Mexico City Pyramids

Five Days in Mexico City

Travel

I’m so so so sorry it’s been so long. If you follow me on Instagram (which, duh, you should) you’d know that I left my last job and have been in non stop motion since updating you last. You’d also know that I took a break from commuting and moving to go to Mexico City with my family. While the vacation was anything but relaxing, it was everything about culture. It’s undoubtedly true that Mexico’s history is part of America’s history, but we as Americans fail to learn about much other than European conquest. This trip illuminated so much about the country, like the hundreds of languages still actively spoken throughout, the many other civilizations besides the Aztecs and Mayans and the incredibly vibrant food.

After landing in the mid-afternoon on Saturday we all made a b-line for El Huequito for towers of al pastor tacos and stoneware of molten cheese and chorizo. The al pastor, being sliced from  a shawarma-esque inverted cone of pork, starred in this culinary experience, but the limes and platter of sauces were being passed around the table as we all could not decide which was the top. Naturally, we came back two days later for more sauce. Saturday was mostly a day of walking and eating. Street corn and churros made appearances on the day’s itinerary, and I’m happy to report that both changed me in different ways. The street corn just handed me an essay on why chili and lime belongs on everything (see: chili and lime on mangos) and the churros kicked any other doughnut or fried dough treat to the curb and became number one in my heart.

We knocked out that night because Sunday would be longer. We began the day at Panederia Rosetta and I’m different. The best croissant I’ve ever had made into a bowl to cradle guava jam accompanied by a cappuccino fueled our first stop: the palacio de bella artes. This art and architecture museum had Diego Rivera murals and a special exhibit on Francisco Icaza, but the physical building, completed in the 1930’s, was the masterpiece full of art deco-style interiors and multiple domes with sunset-colored roofs. In the city center (the Zocalo) a marriage of antiquity, tradition and modernity gathered between the Templo Mayor, the unearthed ruins of a civilization, the cathedral and street vendors fleeing whenever a cop entered the area. In the beating sun we ate tamales and coconut agua fresca amid street rituals and incense burning in the summertime chaos around us, a typical Sunday in Mexico.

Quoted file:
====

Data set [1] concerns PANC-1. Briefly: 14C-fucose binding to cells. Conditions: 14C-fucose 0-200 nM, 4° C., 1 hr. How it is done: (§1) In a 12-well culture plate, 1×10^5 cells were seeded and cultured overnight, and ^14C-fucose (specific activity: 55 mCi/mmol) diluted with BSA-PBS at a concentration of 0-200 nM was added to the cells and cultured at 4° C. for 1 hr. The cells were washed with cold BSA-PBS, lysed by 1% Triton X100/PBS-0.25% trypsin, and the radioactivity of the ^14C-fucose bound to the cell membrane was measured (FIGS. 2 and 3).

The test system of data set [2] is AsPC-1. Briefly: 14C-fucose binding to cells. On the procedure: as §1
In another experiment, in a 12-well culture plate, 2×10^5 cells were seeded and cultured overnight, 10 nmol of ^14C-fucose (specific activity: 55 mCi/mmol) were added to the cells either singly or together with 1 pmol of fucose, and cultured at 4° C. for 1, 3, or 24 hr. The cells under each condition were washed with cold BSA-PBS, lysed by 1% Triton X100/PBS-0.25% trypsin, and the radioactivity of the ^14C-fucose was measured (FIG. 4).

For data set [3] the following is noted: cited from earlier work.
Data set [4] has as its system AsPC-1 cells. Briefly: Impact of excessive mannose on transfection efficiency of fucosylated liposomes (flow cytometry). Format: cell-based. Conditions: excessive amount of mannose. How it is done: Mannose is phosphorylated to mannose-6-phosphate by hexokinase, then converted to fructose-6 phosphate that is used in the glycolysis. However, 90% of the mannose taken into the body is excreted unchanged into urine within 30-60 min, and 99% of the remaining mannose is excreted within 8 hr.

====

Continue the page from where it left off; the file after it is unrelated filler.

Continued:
In the evening we returned to the palacio de bellas artes for the ballet folklorico, but not before a margarita. At Miralto, at the tippy top of a sky scraper, the margaritas lived up to the view of all of Mexico City. However, the margaritas paled in comparison to the artistry and musicianship displayed at the ballet. Traditional song, dance and costume was paraded, and I swear I would’ve given all my money to watch the same two men duel on harps. I never wanted the dancing to end.

If I could recommend one place to visit in Mexico, go to Teotihuacan. I remember reading about these pyramids in fifth grade, unable to pronounce the name of the civilization. The pyramids, once colorful, were stone steps up to a high platform. The pyramids of the sun and moon (misnomers, by the way) were both sights to behold and behold from. From the tops of each, you can see the expanse of the archeological site as well as Mexico’s diverse landscape. Between the small temples lining the “street” between the pyramids, friendly wild dogs roamed protecting the space and posing politely for photos. The hike was intense up hundreds of narrow and steep steps, but it wouldn’t be right any other way. We managed another meal full of al pastor and a night of beer and mezcal to celebrate our triumph over the hike.